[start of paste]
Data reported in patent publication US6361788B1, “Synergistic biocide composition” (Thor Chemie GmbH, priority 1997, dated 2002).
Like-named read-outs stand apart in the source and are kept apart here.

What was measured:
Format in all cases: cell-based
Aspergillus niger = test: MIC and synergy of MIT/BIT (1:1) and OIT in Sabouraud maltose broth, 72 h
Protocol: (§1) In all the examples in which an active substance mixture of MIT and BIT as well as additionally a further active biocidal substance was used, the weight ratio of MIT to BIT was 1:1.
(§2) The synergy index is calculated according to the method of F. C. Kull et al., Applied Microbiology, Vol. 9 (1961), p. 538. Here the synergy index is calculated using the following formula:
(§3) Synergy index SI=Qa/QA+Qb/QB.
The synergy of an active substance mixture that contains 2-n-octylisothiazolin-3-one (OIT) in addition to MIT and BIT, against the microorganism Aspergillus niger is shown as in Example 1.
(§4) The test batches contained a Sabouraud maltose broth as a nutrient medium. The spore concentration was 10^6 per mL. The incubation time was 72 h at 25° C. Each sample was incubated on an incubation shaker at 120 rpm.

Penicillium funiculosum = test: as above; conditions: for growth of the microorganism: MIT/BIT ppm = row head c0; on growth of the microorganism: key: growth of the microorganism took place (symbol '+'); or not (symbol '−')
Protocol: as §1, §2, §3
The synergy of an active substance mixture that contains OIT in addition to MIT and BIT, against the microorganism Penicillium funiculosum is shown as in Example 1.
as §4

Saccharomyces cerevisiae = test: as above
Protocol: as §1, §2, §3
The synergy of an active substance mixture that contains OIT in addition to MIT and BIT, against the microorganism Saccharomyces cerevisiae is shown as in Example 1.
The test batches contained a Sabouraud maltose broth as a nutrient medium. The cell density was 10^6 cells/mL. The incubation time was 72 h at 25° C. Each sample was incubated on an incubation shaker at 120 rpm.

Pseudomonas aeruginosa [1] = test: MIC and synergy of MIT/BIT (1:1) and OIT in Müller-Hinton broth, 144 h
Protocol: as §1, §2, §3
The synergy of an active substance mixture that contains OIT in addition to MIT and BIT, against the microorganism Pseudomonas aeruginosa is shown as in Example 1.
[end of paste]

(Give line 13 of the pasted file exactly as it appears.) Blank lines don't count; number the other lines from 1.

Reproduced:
The synergy of an active substance mixture that contains OIT in addition to MIT and BIT, against the microorganism Penicillium funiculosum is shown as in Example 1.